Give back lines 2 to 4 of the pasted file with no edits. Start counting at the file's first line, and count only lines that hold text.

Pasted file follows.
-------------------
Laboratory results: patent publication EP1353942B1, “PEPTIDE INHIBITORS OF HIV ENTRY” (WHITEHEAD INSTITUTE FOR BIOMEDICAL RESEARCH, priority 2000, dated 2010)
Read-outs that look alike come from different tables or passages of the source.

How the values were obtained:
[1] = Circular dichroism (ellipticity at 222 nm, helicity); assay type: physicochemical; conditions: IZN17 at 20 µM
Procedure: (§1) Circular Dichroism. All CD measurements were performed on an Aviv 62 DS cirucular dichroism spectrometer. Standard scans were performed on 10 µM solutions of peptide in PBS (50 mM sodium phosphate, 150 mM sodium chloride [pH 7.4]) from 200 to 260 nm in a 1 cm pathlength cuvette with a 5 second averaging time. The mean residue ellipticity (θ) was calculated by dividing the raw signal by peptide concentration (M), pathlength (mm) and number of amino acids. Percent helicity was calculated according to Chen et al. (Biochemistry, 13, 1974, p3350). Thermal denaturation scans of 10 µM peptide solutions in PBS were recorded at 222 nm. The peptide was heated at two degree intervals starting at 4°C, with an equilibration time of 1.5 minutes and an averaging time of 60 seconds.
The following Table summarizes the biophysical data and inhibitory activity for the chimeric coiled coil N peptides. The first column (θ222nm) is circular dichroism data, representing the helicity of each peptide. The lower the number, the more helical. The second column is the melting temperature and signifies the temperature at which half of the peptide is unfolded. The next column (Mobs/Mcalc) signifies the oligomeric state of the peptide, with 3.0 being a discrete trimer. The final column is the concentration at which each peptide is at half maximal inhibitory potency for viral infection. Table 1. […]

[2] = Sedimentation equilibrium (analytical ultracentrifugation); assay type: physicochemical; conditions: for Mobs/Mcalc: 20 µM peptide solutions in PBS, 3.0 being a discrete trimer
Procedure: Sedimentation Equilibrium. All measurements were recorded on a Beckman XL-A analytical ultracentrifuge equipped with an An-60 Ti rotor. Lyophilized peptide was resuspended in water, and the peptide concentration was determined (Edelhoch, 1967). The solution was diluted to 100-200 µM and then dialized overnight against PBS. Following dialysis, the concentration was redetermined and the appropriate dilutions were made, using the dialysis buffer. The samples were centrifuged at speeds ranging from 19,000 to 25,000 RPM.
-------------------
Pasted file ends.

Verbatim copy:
Read-outs that look alike come from different tables or passages of the source.

How the values were obtained:
[1] = Circular dichroism (ellipticity at 222 nm, helicity); assay type: physicochemical; conditions: IZN17 at 20 µM